Board of Pilot Commissioners for the Bays: Investigation into the grounding of the M/V Pioneer…on 20 February 2006.

Bay pilot John Cota’s week it wasn’t, starting April 8, 2008. Since the US Department of Justice has already charged him on two criminal counts, an act likely to hinder a helpful investigation, his lawyers advised him to claim the protection under the Fifth Amendment of the US constitution against self-incrimination and declined to give testimony at the public hearings of the US National Transportation Safety Board, a protection ironically, which the US government does not want extended to non-US seafarers.

The ship’s crew, currently detained as ‘material witnesses’ for Cota’s trial did not give testimony, either.

Much of the second day of the hearing was occupied by evidence on Cota’s medical condition and previous history of alcohol abuse – he was tested for alcohol immediately after the incident and found clear. After the incident, the US Coast Guard asked Cota to surrender his mariner’s license because “the listed potential side effects of those medications and how they may or may not have some impact upon his judgment, his ability to function, cognitive ability,” said Chief of the Regional Exam Center, George Buffleben.

A medical witness, Dr. Robert Bourgeois, told the hearing “I wouldn’t want anyone taking those medicines and having to make decisions in a safety-sensitive position”. When asked if he would let his children board a bus with a driver using such medication, he said “my kids would not be on that bus”.

John Cota, call sign Romeo, was evaluated for renewal of his license in January 2007 under a system that is currently undergoing changes. However, this does call into question the effectiveness of the medical examination process.

This does not necessarily mean that Cota was suffering impairment. If he was, the hearing was told, it would be difficult for the master or officers to tell whether or not he was so impaired as to present a hazard. Under US legislation ship’s officers are required to obey the orders of the pilot unless he is clearly incompetent or incapacitated.

There has been much comment about alleged problems with the radar, AIS and ECIDS, with Cota saying that the latter was confusing. It is clear for the VDR transcript that he was struggling with both. The pilot who had conducted the Cosco Busan inbound, Captain Nyborg, had no problems with radar or AIS, and these were found to be working after the incident.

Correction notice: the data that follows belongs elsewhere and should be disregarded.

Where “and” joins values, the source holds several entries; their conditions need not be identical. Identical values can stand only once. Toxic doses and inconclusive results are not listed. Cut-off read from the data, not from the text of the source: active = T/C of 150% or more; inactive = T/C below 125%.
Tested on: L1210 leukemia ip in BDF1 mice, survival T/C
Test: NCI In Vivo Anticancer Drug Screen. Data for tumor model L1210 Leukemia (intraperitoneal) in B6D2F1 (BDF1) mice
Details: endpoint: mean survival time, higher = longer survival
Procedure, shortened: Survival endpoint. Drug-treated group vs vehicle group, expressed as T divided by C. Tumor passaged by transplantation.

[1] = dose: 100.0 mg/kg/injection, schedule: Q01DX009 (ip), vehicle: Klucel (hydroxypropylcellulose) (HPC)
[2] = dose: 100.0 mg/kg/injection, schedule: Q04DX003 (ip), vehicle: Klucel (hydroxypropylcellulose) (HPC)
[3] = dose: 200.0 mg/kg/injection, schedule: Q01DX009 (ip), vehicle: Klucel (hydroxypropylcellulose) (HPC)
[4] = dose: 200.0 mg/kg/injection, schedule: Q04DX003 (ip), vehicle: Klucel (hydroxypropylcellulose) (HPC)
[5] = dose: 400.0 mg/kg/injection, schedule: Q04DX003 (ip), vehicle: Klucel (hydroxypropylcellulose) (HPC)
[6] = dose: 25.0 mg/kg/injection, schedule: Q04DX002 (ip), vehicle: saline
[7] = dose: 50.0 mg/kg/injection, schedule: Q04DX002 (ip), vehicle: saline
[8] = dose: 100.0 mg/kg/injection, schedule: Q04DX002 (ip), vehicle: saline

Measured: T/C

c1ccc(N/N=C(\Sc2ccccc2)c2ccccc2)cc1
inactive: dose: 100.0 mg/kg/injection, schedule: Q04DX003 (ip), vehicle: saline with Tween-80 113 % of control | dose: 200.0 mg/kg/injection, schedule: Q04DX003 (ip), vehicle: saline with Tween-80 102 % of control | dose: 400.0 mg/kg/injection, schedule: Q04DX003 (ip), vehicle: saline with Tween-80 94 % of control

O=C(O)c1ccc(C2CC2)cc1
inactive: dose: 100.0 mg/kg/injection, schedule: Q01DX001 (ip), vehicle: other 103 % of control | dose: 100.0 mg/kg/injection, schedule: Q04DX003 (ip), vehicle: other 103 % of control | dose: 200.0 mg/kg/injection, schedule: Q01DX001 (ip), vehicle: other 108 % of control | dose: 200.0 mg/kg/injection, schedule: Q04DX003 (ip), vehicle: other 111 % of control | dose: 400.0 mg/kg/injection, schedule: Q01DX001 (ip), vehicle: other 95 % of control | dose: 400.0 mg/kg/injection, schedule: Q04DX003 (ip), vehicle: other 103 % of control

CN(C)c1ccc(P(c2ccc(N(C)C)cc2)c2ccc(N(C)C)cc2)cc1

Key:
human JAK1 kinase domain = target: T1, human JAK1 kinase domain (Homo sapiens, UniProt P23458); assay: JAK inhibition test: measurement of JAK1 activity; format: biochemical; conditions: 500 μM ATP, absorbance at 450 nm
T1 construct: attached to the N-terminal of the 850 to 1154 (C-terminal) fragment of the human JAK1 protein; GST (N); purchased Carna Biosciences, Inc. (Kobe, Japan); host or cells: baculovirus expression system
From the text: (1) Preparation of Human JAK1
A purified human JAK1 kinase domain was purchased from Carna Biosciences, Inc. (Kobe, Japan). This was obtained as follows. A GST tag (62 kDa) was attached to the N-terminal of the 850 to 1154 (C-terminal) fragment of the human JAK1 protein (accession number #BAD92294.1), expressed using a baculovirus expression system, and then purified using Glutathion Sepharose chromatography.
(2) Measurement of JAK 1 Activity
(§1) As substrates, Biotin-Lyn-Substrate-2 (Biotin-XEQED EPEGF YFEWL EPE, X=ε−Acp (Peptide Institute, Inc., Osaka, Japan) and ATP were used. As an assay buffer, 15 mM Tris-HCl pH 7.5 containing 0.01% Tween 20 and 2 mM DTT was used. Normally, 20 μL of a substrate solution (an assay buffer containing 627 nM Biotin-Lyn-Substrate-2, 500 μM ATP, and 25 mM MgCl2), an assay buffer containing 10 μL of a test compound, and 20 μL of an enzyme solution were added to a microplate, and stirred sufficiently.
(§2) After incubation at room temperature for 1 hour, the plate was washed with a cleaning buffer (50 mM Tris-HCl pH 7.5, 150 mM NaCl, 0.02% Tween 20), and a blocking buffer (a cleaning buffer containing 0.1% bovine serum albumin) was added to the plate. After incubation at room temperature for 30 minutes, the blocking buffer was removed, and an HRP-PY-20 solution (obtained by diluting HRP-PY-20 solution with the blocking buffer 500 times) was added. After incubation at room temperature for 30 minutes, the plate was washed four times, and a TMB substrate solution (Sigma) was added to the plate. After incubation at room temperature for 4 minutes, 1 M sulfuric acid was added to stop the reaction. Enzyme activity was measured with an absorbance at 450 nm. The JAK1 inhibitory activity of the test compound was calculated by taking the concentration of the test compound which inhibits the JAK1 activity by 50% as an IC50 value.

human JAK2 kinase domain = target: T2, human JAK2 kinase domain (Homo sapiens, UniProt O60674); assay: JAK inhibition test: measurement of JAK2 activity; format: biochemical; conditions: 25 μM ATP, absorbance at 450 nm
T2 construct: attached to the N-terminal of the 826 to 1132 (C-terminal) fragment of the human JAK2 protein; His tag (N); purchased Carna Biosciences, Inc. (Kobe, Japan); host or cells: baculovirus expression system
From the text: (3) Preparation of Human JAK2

He also had little problem communicating with the Captain, Mao Cai Sun, nor with the helmsman.

Captain Nyborg did notice a problem with the ECDIS, with the track being offset to the west. Nyborg disembarked the Cosco Busan and later went to the pilot conference centre for a monthly meeting. From there he saw the ship coming away from anchorage 7 and moving towards anchorage 9, “I was surprised because I recognized her as a ship I put in Oakland, and it would be very unusual for that ship to be coming to the wrong direction unless something had happened or something was wrong, like if they had a breakdown or something” said Nyborg. Other pilots present told Nyborg about the allision.

“I tried to remember where, you know, what issues I might have had with it, and what my, you know, if I had any difficulties or, you know, bad helmsman or anything like that. Nothing stuck out in my mind except that I, I remembered that, gee, I think that ECDIS display was showing a poor course as far as — a poor planned route through Delta Echo span, and I wondered if they had tracked the same deal coming outbound,” he told investigators.

Cota arrived at the meeting looking shaken: “(He) actually sat down within 3 or 4 feet of me, and I scooted my chair over and out of concern asked him, John, how you doing? He described how he was doing. Oh, my God, John, what happened? And, and he was visibly shaken. And I said you know what you should look into that – you should look into this ECDIS display because I believe it was, it was running West of where it should have been on my inbound. And of course I didn’t need it, but if you relied on it at all maybe it ought to be something that is investigated.”

Surprisingly, or prehaps not considering the possible emotional impact of the event, Cota forgot about the meeting: “John called me last night, and he had actually — didn’t recall me telling him that. He’s like there’s rumor around that you saw this or saw that, and I’m like, John, I talked to you at the meeting. Didn’t you remember that meeting? He said, no. I was really rattled, and I probably talked to people I didn’t, I don’t remember talking to. And that’s very understandable, you know,” said Nyborg.

To be continued